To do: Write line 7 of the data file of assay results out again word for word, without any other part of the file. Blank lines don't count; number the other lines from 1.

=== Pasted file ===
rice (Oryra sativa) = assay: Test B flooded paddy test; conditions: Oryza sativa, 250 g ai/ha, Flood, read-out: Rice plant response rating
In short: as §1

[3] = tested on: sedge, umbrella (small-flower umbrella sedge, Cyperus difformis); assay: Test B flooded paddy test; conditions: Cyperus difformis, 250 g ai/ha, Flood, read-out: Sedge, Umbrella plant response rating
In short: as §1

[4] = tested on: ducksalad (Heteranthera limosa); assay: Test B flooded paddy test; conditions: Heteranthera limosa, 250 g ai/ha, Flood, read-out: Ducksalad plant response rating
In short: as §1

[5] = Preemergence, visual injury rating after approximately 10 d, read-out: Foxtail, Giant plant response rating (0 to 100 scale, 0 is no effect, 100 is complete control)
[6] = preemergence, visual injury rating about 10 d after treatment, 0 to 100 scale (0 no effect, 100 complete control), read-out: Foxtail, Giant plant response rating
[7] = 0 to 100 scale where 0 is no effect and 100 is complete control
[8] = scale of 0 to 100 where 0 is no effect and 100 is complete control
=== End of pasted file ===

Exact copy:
[5] = Preemergence, visual injury rating after approximately 10 d, read-out: Foxtail, Giant plant response rating (0 to 100 scale, 0 is no effect, 100 is complete control)